An essay by CPT GERALDINE NICOLE T ANG PROF
Head, RDD / Head, Admin / Acting Head, Acad, AFPCMO School
Graduate of the Strategic CMO Officers’ Online Course Class 16-19
This essay is based on one of my turn-ins for the course which posed the question on whether or not we deserved to take the Strategic CMO Officers Online Course.
I am a member of the Corps of Professors, AFP, and I aspire to become a useless teacher. Yes, useless. I am currently assigned at the AFP CMO School, and my mandate, that both of a teacher and a soldier, is to serve the school and help it realise its mission to provide quality CMO education to members of the AFP, other Philippine Security Forces, and other government agencies. Through the work I do in the development of academic programs of the school, research, and administration, I assist the school in delivering to its students value for their investment in CMO education.
Since my days in the civilian academe, and now in the military, my philosophy in teaching is to inspire in students the desire to learn. I get genuinely energized at the sight of students who “glow” during a learning session. I perceive this glow to indicate that something inside of them is coming to life and stirring. I have faith that this becomes the phase when the attractiveness of extrinsic motivation, such as grades, gets substantially dwarfed by the intrinsic motivation of the actual enjoyment of the learning process. The most hopeful part about this is when learners become driven to want to learn even more. My plan with each of the brief periods of time I facilitate learning is for the students to walk away from the session with some self-reflection relative to what transpired in the activity. I hold that when learners go ahead and further expand their quest for learning beyond the session facilitated, all the while doing so at their own pace and using resources of their choosing, the teacher now becomes useless, positively useless. That is the kind of teacher I aspire to be. Useless. Positively.
Mandated by the oath I have sworn to when I joined the Corps of Professors, AFP, my role is to shape the character and sharpen the minds of leaders of our country, stand by truth and justice, doing all my work for the greater honor of the AFP. Teaching is honest and selfless work which cannot be cheated. Those who ever cheat it are better off leaving this noble profession, else, are the ones who become ineffective at it. Honest work delivered with genuine sincerity is fundamental to CMO, a field where positively useless teachers will always have a place. Among the primary and internal stakeholders who need to be influenced in the CMO advocacy of peace and education – winning the war without warranting the use of arms – are our very own soldiers, the leaders of our country. Useless teachers can effectively help break down barriers that thwart the population away from the AFP, and facilitate the favor and support of stakeholders towards the organization and what it stands for. Useless teachers can help create in the community the accurate perception that soldiers are their allies in peace and development.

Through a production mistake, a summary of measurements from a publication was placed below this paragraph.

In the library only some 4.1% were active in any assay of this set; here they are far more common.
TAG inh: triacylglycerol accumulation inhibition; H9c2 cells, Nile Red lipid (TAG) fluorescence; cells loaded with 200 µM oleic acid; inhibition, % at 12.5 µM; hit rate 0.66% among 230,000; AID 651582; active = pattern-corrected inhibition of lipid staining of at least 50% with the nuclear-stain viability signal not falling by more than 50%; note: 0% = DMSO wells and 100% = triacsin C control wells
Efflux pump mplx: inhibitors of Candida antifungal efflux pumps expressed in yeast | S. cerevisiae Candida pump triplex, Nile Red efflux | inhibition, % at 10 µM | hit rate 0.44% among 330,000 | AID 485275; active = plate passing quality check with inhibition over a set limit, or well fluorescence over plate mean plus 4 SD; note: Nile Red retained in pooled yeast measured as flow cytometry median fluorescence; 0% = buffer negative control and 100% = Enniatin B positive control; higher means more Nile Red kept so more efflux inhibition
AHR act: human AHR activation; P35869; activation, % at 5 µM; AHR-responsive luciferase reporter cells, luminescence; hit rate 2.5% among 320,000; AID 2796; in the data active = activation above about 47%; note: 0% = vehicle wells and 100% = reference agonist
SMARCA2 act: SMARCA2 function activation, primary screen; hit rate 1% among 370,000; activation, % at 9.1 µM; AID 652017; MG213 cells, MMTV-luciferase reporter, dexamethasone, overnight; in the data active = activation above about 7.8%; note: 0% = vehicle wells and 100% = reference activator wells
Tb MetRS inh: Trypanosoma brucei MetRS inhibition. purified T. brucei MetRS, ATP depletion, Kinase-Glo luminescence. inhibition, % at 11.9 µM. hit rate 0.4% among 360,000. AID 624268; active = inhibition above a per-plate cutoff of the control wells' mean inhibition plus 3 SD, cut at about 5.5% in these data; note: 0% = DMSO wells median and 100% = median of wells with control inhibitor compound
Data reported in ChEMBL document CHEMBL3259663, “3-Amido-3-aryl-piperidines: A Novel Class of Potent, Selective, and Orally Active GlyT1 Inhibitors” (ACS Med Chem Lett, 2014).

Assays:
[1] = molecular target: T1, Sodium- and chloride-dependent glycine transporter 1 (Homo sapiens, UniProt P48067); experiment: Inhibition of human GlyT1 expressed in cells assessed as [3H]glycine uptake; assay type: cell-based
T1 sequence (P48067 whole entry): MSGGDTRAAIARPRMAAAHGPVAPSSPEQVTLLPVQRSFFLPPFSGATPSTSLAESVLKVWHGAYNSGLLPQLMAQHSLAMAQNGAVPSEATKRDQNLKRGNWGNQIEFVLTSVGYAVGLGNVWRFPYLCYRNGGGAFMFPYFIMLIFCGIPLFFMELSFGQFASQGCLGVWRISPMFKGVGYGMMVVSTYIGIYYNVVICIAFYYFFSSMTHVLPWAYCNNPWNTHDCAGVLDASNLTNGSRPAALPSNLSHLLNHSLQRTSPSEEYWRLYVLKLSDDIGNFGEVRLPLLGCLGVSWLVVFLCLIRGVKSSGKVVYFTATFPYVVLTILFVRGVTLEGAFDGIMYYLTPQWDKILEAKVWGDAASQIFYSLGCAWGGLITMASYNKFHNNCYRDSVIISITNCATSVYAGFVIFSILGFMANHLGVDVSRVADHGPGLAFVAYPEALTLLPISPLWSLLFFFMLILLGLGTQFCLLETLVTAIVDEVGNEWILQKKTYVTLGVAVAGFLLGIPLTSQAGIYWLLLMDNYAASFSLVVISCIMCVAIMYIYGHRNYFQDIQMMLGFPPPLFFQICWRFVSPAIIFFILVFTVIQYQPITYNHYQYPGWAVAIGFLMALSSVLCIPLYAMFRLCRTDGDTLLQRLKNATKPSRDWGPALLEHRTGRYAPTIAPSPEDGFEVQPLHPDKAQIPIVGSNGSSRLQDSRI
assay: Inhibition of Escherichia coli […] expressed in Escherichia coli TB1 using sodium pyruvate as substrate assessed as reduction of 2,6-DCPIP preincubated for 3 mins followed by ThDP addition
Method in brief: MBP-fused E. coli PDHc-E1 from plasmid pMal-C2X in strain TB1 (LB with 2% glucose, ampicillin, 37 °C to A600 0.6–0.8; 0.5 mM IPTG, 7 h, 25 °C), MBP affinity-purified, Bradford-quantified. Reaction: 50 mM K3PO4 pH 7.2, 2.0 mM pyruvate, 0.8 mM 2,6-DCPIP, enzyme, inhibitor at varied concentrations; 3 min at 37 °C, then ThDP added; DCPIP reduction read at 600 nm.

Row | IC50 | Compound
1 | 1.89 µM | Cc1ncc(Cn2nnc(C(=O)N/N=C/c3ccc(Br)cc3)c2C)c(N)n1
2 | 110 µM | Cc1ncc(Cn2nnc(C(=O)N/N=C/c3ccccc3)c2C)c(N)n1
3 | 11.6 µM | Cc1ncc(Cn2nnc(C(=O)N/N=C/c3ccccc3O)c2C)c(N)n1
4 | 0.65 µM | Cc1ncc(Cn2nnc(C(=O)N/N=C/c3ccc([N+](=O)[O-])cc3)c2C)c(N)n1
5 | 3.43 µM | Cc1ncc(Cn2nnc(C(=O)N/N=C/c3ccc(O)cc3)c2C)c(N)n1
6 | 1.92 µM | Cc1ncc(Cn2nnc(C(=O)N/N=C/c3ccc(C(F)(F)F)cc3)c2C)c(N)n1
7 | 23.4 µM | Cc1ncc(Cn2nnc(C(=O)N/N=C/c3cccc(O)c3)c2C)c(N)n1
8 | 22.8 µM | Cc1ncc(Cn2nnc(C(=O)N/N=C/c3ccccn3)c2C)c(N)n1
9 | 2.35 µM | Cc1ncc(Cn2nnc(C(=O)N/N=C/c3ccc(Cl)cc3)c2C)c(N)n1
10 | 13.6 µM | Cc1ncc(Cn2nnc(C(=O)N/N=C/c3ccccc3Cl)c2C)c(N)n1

My limited experience thus far in CMO is in the arena of training and education and I was fortunate to have had some exposure to the application of CMO in the field when I was deployed to oversee students in their CMO Immersion activities at Headquarters Western Mindanao Command in Zamboanga City, and at the 303rd Infantry Brigade in Negros Occidental. In these experiences, I have seen how relationship with others is fundamental to influencing them. The rapport established with children selling banana fritters is one step in engaging the stakeholder in the children themselves, and potentially in their parents, their neighbors, and the community. I have seen how communities who have not previously had the opportunity to ever actually interact with members of the Philippine Security Forces find that it can be a very pleasantly rewarding experience. I have seen how much wider in the community the AFP can still reach out to in order to gain the support of the populace, valuable to the fulfilment of its mission to protect the people and the state.
Undergoing the course has definitely expanded my appreciation of Civil-Military Operations. Frankly speaking, I have registered last year in both of the two classes of this course, but ended up not participating in either one of them. I did not deserve to take up this course back then. This time around, I enrolled in Class 16- 19 determined to actually go through and finish the course. The class started in February 2019, and I have navigated through the first set of course requirements with just a little struggle, feeling satisfied with my outputs, and submitting them on time. I felt a sense of accomplishment with each turn-in submitted and discussion in the course participated in. This added to my motivation to finish the course, combined with the motivation of upholding my mandate as a member of the COP assigned in a CMO education and training unit, and of gratifying myself in learning anew. As the course progressed, so did the difficult challenge of striking a balance among school, work, relationships with my significant others, and self-care. Now, three months since this journey has started, through the support of my superiors, colleagues, and loved ones, i officially graduate from the course with fifty-two others who each also have their own stories to tell.
Does completion mean that, I, the aspiring useless teacher, now deserved to take this course? I really cannot say for sure. But what I do know is that graduating from this course and wearing the CMO badge will only stand merit when I embody and practice what CMO stands for and all that it does in the interest of peace and development of our nation.